Remittances in 2020 contributed 4.82% of GDP

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Amount was higher than the combined payment for the past three years

Thukten Zangpo

At NU 8.27 billion (B), remittances in 2020 contributed about 4.82% to gross domestic product (GDP), making it the highest remittance inflow in this country. day. The amount is greater than the payment for the last three years combined.

Remittances in 2017, 2018 and 2019 amounted to NU 7.8 billion, according to the October Monthly Statistical Bulletin from the Royal Monetary Authority (RMA). Remittances in 2017, 2018 and 2019 were respectively 1.9 billion Nu, 3 billion Nu and 2.9 billion Nu.

Remittance is a transfer of money by a foreign worker (non-resident Bhutanese) to their home country. Remittances help improve foreign exchange reserves and reduce the current account deficit by improving the country’s balance of payments.

The growth in remittances was 185%, which was a help when the country lost its ability to earn foreign exchange due to the pandemic in 2020, compared to the previous year.

Australian dollar (AUD) remittances contributed more than half of total remittances, with around 5.34 billion yuan (102.80 million Australian dollars) followed by 2.48 billion Australian dollars ( US $ 33.49 million) in 2020. There were 3.5 times more Australian dollar remittances in 2020 than in 2019.

Meanwhile, remittances in denominations such as the British Pound, Euro and other European currencies were roughly equivalent to NU 758m in 2020.

In July of this year, the country’s remittances were at NU 2.98 billion, the two highest being the AUD at NU 1.89 billion and the USD at NU 953.35 million.

The dollar exchange rate against the Ngultrum edged up to 74.18 Nu in July of this year and was 73.72 Nu for the fiscal year average (2020-2021).

Sending through formal channels

With a -90.03% drop in air transport in the transport, storage and communications sector (8.74% of the country’s GDP) in 2020, remittances increased as Bhutanese abroad sent foreign currency through formal banking channels.

While not independently verified, many attribute the increase in remittances to non-resident Bhutanese who send money to support their families and loved ones during the Covid-19 pandemic and the country’s lockdown. .

RMA statistics show that the highest amount of Nu 1.13B inbound installments was received in June 2020, followed by Nu 1.02B in November and Nu 987.83M in July.

Bhutan confirmed its first case of Covid-19 in March last year and the country experienced the first 21-day national lockdown starting August 11 last year. The second national lockdown began on December 23 of the same year.

Observers also say that the increase in remittances could be due to the fact that they are sent through formal channels. “With the borders closed, there weren’t many Bhutanese returning from abroad, especially from Australia,” one said. “Remittances could have been higher in recent years, but they have not been officially registered as some have brought in money.”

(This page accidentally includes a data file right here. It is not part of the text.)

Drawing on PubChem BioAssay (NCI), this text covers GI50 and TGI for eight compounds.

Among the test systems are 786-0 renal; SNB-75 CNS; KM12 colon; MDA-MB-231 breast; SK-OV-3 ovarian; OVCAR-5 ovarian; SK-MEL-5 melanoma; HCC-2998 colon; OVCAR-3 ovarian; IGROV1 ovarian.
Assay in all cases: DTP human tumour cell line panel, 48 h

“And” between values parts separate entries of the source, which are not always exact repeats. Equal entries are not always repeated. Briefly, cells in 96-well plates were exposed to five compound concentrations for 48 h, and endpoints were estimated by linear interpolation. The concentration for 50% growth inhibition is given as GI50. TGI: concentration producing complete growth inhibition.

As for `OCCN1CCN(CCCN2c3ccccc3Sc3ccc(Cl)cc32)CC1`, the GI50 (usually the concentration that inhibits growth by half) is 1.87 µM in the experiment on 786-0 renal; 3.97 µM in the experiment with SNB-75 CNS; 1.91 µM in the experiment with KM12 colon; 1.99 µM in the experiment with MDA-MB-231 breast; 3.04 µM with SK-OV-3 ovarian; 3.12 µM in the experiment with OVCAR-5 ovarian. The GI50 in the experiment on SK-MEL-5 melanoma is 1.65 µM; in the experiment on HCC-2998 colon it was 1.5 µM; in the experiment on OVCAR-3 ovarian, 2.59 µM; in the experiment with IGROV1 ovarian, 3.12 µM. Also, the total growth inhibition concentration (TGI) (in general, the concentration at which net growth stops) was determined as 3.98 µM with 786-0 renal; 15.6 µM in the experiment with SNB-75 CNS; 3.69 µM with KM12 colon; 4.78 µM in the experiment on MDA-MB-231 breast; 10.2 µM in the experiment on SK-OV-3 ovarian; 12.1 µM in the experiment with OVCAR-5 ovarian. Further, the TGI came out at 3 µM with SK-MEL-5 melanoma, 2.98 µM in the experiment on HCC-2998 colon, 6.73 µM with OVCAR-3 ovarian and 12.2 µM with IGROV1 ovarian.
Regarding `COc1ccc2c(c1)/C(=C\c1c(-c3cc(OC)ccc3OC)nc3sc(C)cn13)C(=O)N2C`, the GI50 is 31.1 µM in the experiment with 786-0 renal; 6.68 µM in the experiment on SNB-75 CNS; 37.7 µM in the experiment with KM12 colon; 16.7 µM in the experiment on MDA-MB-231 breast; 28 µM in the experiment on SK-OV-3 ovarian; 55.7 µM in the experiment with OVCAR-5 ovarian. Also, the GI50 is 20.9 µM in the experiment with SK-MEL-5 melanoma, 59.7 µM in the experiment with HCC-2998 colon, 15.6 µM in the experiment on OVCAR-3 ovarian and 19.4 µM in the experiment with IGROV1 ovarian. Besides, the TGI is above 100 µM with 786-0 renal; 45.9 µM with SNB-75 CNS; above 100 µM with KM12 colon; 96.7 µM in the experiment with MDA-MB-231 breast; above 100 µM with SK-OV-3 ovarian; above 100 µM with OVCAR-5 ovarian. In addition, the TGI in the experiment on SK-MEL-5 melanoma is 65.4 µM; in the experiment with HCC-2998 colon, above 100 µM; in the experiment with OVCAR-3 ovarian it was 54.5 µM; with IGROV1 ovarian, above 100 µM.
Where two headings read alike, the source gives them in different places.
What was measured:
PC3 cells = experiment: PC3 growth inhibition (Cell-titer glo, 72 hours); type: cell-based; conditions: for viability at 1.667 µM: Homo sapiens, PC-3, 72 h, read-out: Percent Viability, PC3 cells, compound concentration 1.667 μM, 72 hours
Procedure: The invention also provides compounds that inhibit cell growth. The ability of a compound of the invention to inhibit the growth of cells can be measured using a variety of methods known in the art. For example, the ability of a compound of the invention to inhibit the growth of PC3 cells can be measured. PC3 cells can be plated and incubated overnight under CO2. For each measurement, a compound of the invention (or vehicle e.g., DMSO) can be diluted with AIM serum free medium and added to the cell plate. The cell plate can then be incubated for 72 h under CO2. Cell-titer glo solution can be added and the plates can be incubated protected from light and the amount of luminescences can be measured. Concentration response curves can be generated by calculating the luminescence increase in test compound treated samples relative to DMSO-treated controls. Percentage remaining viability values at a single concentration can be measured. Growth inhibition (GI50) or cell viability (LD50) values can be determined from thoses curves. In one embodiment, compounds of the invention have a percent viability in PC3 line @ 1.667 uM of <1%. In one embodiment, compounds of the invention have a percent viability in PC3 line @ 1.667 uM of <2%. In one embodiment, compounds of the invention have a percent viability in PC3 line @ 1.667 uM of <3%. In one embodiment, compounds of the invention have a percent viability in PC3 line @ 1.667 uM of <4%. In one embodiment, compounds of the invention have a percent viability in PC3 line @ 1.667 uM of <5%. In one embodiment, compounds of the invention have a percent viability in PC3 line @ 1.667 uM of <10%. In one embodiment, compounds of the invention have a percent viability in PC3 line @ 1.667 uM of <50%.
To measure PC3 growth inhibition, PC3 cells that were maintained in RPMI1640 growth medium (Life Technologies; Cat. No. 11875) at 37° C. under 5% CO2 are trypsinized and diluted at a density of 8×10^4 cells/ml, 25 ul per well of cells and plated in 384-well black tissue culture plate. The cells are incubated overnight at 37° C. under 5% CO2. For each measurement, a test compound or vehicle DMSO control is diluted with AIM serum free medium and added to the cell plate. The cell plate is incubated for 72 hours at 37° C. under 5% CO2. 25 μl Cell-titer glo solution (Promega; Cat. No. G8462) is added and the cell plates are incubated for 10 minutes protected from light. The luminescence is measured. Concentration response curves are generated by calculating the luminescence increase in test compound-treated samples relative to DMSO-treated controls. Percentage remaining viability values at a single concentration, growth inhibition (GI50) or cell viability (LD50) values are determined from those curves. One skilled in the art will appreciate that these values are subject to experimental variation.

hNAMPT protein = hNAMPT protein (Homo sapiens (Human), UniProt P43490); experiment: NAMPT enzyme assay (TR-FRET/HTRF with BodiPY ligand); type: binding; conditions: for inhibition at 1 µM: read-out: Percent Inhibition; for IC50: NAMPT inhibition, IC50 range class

A Bhutanese working in Perth, Australia, Kezang Dorji said he sent money to support his parents during the lockdown and also to buy properties in 2020.

Additionally, Kezang Dorji said that increasing Tashi Bank Limited (TBL) T-Pay Remit caps to AUD 20,000 from AUD 10,000 per month per registered user also contributed to the increase in remittances. funds.

He added that they commonly use T-Pay Remit for the transaction, as the fees are much cheaper than the Commonwealth Bank of Australia, which was the money transfer platform two years before.

T-pay Remit charges AUD 12 per transaction up to AUD 10,000 and AUD 18 per transaction over AUD 10,000.

Yala Real Estate Managing Director Kinzang Lhendup said that up to 90 percent of property buyers are Bhutanese living in Australia, and around 10 percent are from the United States of America.

According to the RMA 2020 report, the sharp increase in remittances could be due to the growing number of expatriates overseas returning due to the Covid-19 outbreak, who have sent their savings back to Bhutan.

Statistics from the Foreign Ministry show that 10,248 Bhutanese returned home from March to December from 61 countries last year. In addition, 12,415 Bhutanese returned from 68 countries in May of this year.

To encourage remittances, the RMA has launched a cash incentive program for Bhutanese who live, work or study abroad as part of a pilot phase from June 1 of this year to May 22 of l ‘next year.

Recipients will receive a one percent cash incentive when converting the amount paid into Ngultrum using current or applicable exchange rates through banking channels and international money transfer operators.

RMA launched RemitBhutan in September 2016 to provide a platform for non-resident Bhutanese to transfer their savings and income to Bhutan through formal banking channels.

By the end of October 2020, the number of accounts opened through RemitBhutan had increased by 19.6% (2,001 accounts). There are currently 2,347 accounts.

At the same time, remittances routed through Prabhu’s money transfer facility and T-Pay Remit initiated by TBL accounted for 83.84% of total remittances in October 2020. The remaining 16.16% were been done through Western Union and normal commercial bank banking channels.


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